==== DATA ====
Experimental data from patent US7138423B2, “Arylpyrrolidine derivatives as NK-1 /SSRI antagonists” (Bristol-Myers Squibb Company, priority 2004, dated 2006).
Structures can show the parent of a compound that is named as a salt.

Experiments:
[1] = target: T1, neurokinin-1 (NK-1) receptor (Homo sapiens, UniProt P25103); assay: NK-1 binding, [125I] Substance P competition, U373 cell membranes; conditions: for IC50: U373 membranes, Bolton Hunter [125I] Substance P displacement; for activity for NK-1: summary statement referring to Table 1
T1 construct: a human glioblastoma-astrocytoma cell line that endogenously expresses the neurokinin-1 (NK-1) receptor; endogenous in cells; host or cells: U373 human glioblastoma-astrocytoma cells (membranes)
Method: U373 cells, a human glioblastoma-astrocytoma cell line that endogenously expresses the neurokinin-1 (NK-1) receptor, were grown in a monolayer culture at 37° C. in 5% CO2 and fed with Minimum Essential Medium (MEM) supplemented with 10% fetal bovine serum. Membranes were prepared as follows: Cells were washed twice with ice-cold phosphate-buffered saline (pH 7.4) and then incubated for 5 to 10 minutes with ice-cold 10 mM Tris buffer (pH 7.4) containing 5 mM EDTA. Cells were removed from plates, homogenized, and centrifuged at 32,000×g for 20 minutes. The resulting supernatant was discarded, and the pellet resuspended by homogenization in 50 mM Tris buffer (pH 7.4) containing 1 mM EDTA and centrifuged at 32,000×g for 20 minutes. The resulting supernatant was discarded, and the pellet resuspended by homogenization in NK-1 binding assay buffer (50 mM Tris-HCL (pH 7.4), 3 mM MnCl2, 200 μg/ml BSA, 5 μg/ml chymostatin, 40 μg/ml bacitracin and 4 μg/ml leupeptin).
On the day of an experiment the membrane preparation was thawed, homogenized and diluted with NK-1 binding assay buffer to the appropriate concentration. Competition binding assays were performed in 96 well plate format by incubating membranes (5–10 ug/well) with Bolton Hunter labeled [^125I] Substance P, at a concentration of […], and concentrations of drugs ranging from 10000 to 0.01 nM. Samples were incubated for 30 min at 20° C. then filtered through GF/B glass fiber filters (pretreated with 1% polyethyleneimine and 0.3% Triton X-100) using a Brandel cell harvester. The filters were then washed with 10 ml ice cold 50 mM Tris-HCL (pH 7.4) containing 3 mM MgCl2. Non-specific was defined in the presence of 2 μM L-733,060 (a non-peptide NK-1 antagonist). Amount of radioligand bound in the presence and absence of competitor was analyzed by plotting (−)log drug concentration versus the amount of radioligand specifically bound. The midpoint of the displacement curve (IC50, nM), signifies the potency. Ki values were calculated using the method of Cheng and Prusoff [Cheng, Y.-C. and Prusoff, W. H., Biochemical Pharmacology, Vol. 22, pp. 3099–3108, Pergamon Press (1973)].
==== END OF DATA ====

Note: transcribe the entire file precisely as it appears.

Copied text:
Experimental data from patent US7138423B2, “Arylpyrrolidine derivatives as NK-1 /SSRI antagonists” (Bristol-Myers Squibb Company, priority 2004, dated 2006).
Structures can show the parent of a compound that is named as a salt.

Experiments:
[1] = target: T1, neurokinin-1 (NK-1) receptor (Homo sapiens, UniProt P25103); assay: NK-1 binding, [125I] Substance P competition, U373 cell membranes; conditions: for IC50: U373 membranes, Bolton Hunter [125I] Substance P displacement; for activity for NK-1: summary statement referring to Table 1
T1 construct: a human glioblastoma-astrocytoma cell line that endogenously expresses the neurokinin-1 (NK-1) receptor; endogenous in cells; host or cells: U373 human glioblastoma-astrocytoma cells (membranes)
Method: U373 cells, a human glioblastoma-astrocytoma cell line that endogenously expresses the neurokinin-1 (NK-1) receptor, were grown in a monolayer culture at 37° C. in 5% CO2 and fed with Minimum Essential Medium (MEM) supplemented with 10% fetal bovine serum. Membranes were prepared as follows: Cells were washed twice with ice-cold phosphate-buffered saline (pH 7.4) and then incubated for 5 to 10 minutes with ice-cold 10 mM Tris buffer (pH 7.4) containing 5 mM EDTA. Cells were removed from plates, homogenized, and centrifuged at 32,000×g for 20 minutes. The resulting supernatant was discarded, and the pellet resuspended by homogenization in 50 mM Tris buffer (pH 7.4) containing 1 mM EDTA and centrifuged at 32,000×g for 20 minutes. The resulting supernatant was discarded, and the pellet resuspended by homogenization in NK-1 binding assay buffer (50 mM Tris-HCL (pH 7.4), 3 mM MnCl2, 200 μg/ml BSA, 5 μg/ml chymostatin, 40 μg/ml bacitracin and 4 μg/ml leupeptin).
On the day of an experiment the membrane preparation was thawed, homogenized and diluted with NK-1 binding assay buffer to the appropriate concentration. Competition binding assays were performed in 96 well plate format by incubating membranes (5–10 ug/well) with Bolton Hunter labeled [^125I] Substance P, at a concentration of […], and concentrations of drugs ranging from 10000 to 0.01 nM. Samples were incubated for 30 min at 20° C. then filtered through GF/B glass fiber filters (pretreated with 1% polyethyleneimine and 0.3% Triton X-100) using a Brandel cell harvester. The filters were then washed with 10 ml ice cold 50 mM Tris-HCL (pH 7.4) containing 3 mM MgCl2. Non-specific was defined in the presence of 2 μM L-733,060 (a non-peptide NK-1 antagonist). Amount of radioligand bound in the presence and absence of competitor was analyzed by plotting (−)log drug concentration versus the amount of radioligand specifically bound. The midpoint of the displacement curve (IC50, nM), signifies the potency. Ki values were calculated using the method of Cheng and Prusoff [Cheng, Y.-C. and Prusoff, W. H., Biochemical Pharmacology, Vol. 22, pp. 3099–3108, Pergamon Press (1973)].